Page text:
I've sat on this blog post for a few days after reading these silly thoughts - I can't see how different an imaginary friend is during childhood compared to myself writing a story; where I readily admit that the characters 'speak' to me. 

Personally I don't see any harm in it - right now. I see this phase as part of her integral childhood and while she understands that she isn't real, then really is it hurting anyone? Perhaps deep down, I feel guilty that she doesn't have a sibling, hence the need to create an imaginary friend. To be completely honest the whole NO sibling thing has been playing in the back of my head as close family expand their family from one child to two. CC seems to be a recent addition to my Daughters life and I can't help but wonder if perhaps this is her own way of dealing with the fact that she doesn't have a brother or sister.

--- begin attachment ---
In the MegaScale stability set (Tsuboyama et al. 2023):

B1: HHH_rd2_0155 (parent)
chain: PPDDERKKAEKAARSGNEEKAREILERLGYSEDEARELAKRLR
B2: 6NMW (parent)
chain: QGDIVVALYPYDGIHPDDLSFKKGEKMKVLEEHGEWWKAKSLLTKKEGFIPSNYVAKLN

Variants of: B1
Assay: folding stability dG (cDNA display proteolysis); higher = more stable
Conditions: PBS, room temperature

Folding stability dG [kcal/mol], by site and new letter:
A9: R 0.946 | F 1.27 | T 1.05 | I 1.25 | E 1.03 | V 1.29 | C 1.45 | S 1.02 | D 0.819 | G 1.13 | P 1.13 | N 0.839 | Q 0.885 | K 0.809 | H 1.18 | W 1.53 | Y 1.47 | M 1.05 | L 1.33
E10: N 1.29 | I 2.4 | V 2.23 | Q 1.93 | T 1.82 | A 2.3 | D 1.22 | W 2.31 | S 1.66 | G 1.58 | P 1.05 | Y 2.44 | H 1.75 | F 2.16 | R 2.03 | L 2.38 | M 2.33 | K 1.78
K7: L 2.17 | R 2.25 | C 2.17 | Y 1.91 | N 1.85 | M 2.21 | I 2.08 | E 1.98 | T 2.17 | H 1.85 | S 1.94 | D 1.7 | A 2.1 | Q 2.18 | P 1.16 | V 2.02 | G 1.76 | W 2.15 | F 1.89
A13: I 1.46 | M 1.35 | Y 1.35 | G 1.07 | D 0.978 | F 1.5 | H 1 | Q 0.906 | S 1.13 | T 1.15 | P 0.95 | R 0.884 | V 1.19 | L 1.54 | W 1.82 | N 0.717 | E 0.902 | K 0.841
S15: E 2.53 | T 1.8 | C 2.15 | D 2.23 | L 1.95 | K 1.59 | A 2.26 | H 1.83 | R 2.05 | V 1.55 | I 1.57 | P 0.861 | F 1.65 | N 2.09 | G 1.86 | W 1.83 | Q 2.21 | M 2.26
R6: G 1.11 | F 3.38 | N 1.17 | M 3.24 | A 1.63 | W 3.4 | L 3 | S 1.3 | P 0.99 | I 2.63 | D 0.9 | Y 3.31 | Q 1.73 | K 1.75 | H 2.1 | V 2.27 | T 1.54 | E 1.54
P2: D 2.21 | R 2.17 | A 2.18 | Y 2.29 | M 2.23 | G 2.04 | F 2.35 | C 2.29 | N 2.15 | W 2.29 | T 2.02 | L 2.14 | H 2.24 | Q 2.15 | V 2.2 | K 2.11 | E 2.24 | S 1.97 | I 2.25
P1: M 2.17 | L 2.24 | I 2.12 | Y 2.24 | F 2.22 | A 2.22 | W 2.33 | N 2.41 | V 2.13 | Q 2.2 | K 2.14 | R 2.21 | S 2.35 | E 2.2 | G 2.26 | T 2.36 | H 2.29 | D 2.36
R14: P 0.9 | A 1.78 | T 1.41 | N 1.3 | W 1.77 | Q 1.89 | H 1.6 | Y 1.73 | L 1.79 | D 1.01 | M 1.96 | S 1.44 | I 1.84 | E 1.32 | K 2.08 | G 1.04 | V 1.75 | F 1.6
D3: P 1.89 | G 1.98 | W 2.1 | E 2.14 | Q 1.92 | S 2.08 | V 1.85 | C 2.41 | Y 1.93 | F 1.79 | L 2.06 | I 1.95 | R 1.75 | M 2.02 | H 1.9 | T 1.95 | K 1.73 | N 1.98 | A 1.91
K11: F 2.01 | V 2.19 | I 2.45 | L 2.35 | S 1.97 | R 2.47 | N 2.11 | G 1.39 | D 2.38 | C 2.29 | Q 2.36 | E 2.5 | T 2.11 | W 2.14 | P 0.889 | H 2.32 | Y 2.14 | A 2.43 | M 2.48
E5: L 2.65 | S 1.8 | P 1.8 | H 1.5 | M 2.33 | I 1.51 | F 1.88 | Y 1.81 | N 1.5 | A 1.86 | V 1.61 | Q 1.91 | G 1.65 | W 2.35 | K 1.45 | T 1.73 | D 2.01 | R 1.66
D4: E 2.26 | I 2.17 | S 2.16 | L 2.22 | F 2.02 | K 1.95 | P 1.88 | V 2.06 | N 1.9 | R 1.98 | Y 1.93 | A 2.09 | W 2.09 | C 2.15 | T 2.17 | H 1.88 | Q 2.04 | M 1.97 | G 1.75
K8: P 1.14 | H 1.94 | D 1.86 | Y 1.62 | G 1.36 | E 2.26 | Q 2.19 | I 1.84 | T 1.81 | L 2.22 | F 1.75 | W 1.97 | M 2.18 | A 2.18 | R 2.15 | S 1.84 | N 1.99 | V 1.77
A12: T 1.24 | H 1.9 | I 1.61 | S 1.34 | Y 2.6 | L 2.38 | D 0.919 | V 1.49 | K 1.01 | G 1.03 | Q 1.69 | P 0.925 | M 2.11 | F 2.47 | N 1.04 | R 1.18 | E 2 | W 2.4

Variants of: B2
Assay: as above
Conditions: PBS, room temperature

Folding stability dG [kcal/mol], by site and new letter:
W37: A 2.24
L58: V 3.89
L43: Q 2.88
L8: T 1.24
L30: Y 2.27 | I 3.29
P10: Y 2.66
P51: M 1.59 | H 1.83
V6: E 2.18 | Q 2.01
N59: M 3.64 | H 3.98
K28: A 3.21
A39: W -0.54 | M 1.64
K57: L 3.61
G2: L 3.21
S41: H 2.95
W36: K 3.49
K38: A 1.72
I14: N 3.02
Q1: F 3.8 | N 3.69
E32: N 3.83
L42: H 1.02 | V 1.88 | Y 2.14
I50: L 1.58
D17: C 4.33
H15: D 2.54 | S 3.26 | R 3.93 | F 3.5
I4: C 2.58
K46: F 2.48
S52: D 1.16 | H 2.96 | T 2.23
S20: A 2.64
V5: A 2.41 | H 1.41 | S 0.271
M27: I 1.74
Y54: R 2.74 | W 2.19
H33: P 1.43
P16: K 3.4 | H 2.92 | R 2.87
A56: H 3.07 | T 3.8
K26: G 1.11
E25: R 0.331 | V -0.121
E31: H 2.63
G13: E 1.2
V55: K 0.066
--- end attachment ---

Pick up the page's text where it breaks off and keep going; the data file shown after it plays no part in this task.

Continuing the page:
It makes me contemplate my own decisions and there impact upon others.  

2 comments:

beebeejaybee.com said...

My mum had an imaginary friend, My gradparents were very accomodating of her, even at times driving back to collect the I.F and opening doors, I'm pretty sure mum doesnt have mental issues as a result though I've never really asked much about it

I'm pretty sure your little miss is just doing a normal Kid thing, even as a big sister she'd wish she had an older sibling, I know I did.

for the record, mum was the younger child, by 9 years

Sarah said...

I didnt have an imaginary friend exactly as a child but I did have a very active imagination and played games where imaginary friends joined in. I guess having one around outside of a game is just the next step on from that.

I have 3 older sisters, all of us are close in age and although I played with them I still had my solitary time with my 'friends' so Im not sure that makes much difference.

I wouldnt see it as anything to worry about at all, if she was happy for CC to go and wait in the car you could always suggest that CC stayed at home or did something else at times where you wanted it to just be the two of you.

On the whole I'd see it as a good thing and just wait for the phase to pass.